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Michele and Robert Root-Bernstein

Teaching Creativity, 2: Debunking the Mozart Myth

Myths about creativity can kill it!

This young man - call him Sam - took our class to "rediscover" his creativity. In his first year of college he had written a chart-topping rock song for a well-known band. But in the attempt to come up with an encore, he found himself suffering from a profound case of composer's block. He wanted us to remove it.

We didn't. He did. And not because of something we taught him, but because of something he learned about himself by taking the class. As part of the curriculum, we required each student to learn a new skill or craft, to take up a new hobby. Our point was to force them to become aware of their personal creative processes and to compare them with their expectations and beliefs. Sam learned that he had fallen prey to the "Mozart myth".

The Mozart myth goes something like this. Some people are born with talent so tremendous that music and other cultural products spring from their minds fully-fledged, as if by magic. Mozart, so the myth goes, would compose his symphonies in one sitting with nary a revision through a single act of inspiration. The more generalized myth, popularized by writers such as Arthur Koestler, is that all creative people work this way.

Sam thought he did. He remembered composing his best-selling rock song in one night following an epiphany in which it had come into his mind fully formed and ready to record. Having bought into his own personal Mozart myth, he had waited in vain for further inspiration.
We were able to help. As Sam and other students in the class took up new hobbies and crafts, we had them keep a daily journal of what they were doing (or not doing) to navigate their creative learning. They noted strategies and tactics, successful and unsuccessful, innate and learned, practiced and honed. They compared these with the creative processes of great scientists, artists, and composers we discussed in class. We also brought in working composers, poets, painters and scientists to describe their personal creative processes and to answer questions.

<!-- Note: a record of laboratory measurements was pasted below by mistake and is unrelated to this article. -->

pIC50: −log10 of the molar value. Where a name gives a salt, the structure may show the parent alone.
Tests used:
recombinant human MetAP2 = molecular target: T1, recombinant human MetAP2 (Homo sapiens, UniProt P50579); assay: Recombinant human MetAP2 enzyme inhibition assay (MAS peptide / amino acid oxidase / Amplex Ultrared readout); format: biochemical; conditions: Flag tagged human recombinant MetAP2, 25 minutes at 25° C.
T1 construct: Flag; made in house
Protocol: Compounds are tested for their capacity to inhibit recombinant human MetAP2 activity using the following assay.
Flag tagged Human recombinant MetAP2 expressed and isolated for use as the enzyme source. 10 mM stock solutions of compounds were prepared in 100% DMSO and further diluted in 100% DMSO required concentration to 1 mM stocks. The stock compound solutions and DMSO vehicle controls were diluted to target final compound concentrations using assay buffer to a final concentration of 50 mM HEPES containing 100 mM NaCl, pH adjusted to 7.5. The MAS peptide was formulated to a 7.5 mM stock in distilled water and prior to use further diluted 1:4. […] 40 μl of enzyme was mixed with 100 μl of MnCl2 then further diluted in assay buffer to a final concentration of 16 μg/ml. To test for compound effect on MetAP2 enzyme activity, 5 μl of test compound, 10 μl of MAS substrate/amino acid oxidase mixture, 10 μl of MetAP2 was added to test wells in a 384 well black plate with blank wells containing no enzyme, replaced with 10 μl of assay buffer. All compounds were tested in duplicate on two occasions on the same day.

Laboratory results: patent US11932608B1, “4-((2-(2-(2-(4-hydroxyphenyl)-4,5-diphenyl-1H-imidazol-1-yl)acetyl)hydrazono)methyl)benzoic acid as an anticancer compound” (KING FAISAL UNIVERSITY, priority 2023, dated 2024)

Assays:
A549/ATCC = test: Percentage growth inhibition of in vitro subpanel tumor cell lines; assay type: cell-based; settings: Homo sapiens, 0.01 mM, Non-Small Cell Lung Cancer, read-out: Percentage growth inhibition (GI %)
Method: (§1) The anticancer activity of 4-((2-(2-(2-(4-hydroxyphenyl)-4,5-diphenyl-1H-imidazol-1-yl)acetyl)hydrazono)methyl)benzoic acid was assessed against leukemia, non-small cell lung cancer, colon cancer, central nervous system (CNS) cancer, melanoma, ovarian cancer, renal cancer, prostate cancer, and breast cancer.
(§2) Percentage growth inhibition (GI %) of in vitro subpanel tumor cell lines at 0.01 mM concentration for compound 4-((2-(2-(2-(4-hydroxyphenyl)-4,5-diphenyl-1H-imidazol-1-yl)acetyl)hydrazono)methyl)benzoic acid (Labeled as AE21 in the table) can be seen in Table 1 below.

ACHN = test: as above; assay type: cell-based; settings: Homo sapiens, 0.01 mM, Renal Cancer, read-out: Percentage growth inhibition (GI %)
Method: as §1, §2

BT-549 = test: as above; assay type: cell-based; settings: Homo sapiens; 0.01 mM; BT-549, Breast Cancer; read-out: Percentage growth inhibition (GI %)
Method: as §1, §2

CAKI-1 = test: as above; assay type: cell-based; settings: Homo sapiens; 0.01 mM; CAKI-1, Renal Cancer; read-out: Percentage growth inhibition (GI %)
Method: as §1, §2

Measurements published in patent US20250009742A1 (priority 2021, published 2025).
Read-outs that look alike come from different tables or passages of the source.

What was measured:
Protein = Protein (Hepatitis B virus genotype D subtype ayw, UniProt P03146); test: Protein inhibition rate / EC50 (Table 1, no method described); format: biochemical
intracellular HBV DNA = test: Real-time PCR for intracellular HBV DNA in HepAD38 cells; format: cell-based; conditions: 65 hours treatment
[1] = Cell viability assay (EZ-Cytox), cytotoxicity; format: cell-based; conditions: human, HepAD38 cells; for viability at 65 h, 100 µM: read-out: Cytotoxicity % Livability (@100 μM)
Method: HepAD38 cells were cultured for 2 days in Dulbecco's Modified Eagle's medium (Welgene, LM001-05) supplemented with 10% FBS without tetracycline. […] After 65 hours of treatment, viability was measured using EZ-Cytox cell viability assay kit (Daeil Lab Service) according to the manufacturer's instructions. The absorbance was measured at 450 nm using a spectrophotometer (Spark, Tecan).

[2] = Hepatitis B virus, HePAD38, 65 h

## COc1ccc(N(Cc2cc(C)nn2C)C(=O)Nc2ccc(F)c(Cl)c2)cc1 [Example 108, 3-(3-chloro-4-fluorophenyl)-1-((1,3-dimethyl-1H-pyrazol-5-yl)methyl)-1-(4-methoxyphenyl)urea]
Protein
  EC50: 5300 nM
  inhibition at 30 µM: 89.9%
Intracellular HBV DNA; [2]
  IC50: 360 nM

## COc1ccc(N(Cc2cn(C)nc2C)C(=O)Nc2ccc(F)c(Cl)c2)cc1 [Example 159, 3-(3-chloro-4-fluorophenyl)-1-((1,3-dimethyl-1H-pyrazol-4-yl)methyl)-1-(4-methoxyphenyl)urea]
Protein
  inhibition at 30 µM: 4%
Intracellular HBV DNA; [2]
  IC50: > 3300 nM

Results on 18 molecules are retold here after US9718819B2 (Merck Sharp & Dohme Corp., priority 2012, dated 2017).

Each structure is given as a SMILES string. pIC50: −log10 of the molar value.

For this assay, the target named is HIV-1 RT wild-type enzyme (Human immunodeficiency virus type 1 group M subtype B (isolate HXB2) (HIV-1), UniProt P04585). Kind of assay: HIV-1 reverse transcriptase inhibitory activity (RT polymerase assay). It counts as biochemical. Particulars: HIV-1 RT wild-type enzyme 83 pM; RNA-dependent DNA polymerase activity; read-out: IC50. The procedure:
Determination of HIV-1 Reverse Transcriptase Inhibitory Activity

Our students quickly learned that creativity is never a single act. Creativity is always a lengthy process

Somewhere around this time, we asked Sam to reconstruct how he had written his first successful song. With a new sense of where that process might have begun, he dug up old notes and made an important personal discovery. He wasn't Mozart; he was Beethoven! He had, in actual fact, worked on his chart-topping rock song over a period of six months, based on ideas he had had even earlier. Parts of the music had refused to gel. Then, on the one night that stuck in his mind so vividly, he had finally, after months of agonizing, figured out how to pull the whole piece together. Suddenly, in a flash of insight, the various themes and threads fused in one eureka moment. But that eureka moment was only a tiny part of the process as a whole.

Sam realized something else as well. The reason he had not composed anything since was that he had been waiting for a similar flash of inspiration to drop a fully-formed piece of music into his lap. Not understanding his own creative process, he had bought into the Mozart myth, and thereby sold himself short.

Arthur Koestler, The Act of Creation, 1964.


About the Author

Robert and Michele Root-Bernstein are co-authors of Sparks of Genius, The 13 Thinking Tools of the World's Most Creative People.